We were all really keen to see how much debris had washed up on Chilli Beach in a 12 month period, hoping that after our cleansweep of the beach last year we would be in for a more relaxing clean up event this year, but unfortunately relaxation was not to be part of the schedule this year either!
With the help of 60 volunteers over a five day period, the entire 6.5km of Chilli Beach in the Kutini-Payamu National Park on Cape York’s east coast was given a thorough clean during the first week of August.
More than 4.91 tonnes of debris was removed, including ghost nets, gas cylinders, a jet ski and thousands of plastic bottles, containers and broken fragments. And of course we counted each and every thong that was found and reached a total of 4,757 thongs! Even more than last year!!
This area is important habitat for turtles, crocodiles, birds and other marine life, as well as an iconic stretch of beach in Cape York and is significantly impacted by marine debris, mostly coming from international sources. Over 90% of the debris found is made of plastic, which remains in the environment indefinitely unless removed by clean up efforts. In such a remote area, most of the debris from clean ups go straight to the local landfill, which eventually gets buried or burnt, but with the support of the Cook Shire, who provided a baler and operators, 7 cubic metres of plastic were baled and send to Brisbane for recycling, diverting it from the local landfill.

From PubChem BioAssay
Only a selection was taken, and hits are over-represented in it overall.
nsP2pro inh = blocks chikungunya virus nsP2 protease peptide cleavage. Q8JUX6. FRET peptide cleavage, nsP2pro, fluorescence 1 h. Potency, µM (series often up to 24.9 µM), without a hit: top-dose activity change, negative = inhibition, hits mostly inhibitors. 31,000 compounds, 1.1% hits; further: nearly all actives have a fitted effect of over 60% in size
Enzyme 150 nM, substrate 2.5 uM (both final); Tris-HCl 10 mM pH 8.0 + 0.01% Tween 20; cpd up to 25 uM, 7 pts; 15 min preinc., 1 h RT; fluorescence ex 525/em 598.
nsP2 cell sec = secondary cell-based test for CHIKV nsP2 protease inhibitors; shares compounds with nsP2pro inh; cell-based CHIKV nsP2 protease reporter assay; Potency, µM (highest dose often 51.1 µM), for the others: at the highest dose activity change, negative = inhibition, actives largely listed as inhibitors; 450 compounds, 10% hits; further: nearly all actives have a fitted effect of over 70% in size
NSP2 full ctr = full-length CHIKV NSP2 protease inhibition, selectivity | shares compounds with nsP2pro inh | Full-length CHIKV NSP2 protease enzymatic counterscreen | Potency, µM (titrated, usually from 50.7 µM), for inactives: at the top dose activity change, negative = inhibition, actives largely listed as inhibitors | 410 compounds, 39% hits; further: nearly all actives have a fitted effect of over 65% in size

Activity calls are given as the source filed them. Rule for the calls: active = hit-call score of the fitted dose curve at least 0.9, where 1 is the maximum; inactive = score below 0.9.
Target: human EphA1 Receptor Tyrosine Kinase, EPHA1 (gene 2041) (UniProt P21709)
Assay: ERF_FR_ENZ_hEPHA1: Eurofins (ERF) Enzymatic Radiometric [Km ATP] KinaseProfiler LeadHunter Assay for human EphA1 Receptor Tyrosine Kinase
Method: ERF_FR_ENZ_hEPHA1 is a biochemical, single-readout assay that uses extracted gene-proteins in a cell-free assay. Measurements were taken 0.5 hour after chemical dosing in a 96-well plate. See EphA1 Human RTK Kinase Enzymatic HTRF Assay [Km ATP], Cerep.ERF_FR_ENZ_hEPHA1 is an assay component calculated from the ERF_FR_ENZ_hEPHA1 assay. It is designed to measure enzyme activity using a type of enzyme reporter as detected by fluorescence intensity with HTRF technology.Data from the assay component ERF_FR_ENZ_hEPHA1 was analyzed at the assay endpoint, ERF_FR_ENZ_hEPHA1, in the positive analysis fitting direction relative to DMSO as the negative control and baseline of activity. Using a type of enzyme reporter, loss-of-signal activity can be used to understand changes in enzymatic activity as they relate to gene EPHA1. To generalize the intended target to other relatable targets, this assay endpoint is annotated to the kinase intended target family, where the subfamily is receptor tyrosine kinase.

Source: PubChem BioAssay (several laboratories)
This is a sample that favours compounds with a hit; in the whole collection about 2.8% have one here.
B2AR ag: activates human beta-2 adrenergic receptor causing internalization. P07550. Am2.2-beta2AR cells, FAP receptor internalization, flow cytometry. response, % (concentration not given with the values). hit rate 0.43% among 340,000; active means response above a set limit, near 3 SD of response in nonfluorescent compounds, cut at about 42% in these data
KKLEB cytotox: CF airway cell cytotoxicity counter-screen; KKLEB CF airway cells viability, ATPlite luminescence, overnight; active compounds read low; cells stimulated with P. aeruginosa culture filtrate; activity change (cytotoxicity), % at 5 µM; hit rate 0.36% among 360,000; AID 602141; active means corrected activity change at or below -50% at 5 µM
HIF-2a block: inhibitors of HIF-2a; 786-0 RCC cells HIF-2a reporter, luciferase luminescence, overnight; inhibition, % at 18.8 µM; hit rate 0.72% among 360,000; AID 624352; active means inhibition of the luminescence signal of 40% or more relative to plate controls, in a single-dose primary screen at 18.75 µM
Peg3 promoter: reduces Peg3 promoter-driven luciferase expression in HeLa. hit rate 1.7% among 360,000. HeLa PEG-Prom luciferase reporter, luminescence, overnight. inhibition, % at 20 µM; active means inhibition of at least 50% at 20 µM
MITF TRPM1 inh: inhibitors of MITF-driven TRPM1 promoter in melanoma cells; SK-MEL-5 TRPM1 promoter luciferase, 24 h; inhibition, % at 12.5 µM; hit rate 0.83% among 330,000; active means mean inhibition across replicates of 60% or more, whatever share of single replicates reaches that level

This event is made possible by the support of partners and volunteers and we would like to thank the local Queensland Parks and Wildlife Rangers, Cook Shire, Kuuku Ya’u Traditional Owners, Lockhart River State School, Conservation Volunteers Australia, Kawadji Kanidji Land 30306 EEG Logo low& Sea Rangers, Revolve Your World, Great Barrier Reef Marine Park Authority, Cape York NRM and all our awesome volunteers who made the trip up to Chilli Beach for an adventure packed week!
This event was funded through an Everyone’s Environment Grant.